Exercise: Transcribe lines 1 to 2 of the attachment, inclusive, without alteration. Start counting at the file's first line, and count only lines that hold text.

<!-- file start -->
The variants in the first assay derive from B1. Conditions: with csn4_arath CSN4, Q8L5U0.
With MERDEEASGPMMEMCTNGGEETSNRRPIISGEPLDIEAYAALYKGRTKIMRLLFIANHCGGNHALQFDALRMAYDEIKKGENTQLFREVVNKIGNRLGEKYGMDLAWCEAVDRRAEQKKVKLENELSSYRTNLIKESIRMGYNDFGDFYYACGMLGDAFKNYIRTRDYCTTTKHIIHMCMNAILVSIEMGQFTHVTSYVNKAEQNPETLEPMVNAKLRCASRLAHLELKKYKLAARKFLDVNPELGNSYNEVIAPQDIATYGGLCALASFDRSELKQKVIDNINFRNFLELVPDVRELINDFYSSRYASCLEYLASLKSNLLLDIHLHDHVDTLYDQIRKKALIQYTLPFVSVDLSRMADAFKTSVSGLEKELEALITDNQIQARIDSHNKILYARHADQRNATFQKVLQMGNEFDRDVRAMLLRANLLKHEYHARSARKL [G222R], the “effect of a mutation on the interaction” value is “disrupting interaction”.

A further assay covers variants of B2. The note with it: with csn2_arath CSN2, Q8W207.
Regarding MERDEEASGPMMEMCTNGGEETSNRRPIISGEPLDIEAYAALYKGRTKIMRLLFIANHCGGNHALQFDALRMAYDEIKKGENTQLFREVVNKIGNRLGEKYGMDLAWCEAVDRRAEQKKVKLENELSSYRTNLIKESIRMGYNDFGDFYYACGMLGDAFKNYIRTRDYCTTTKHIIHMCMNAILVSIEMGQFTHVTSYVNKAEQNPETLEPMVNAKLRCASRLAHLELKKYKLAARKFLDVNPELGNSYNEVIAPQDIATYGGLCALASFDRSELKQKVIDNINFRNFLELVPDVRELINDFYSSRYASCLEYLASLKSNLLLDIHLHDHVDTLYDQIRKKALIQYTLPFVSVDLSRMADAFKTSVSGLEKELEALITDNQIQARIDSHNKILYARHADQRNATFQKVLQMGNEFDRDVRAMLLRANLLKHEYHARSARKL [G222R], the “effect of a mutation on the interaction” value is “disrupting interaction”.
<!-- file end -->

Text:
The variants in the first assay derive from B1. Conditions: with csn4_arath CSN4, Q8L5U0.
With MERDEEASGPMMEMCTNGGEETSNRRPIISGEPLDIEAYAALYKGRTKIMRLLFIANHCGGNHALQFDALRMAYDEIKKGENTQLFREVVNKIGNRLGEKYGMDLAWCEAVDRRAEQKKVKLENELSSYRTNLIKESIRMGYNDFGDFYYACGMLGDAFKNYIRTRDYCTTTKHIIHMCMNAILVSIEMGQFTHVTSYVNKAEQNPETLEPMVNAKLRCASRLAHLELKKYKLAARKFLDVNPELGNSYNEVIAPQDIATYGGLCALASFDRSELKQKVIDNINFRNFLELVPDVRELINDFYSSRYASCLEYLASLKSNLLLDIHLHDHVDTLYDQIRKKALIQYTLPFVSVDLSRMADAFKTSVSGLEKELEALITDNQIQARIDSHNKILYARHADQRNATFQKVLQMGNEFDRDVRAMLLRANLLKHEYHARSARKL [G222R], the “effect of a mutation on the interaction” value is “disrupting interaction”.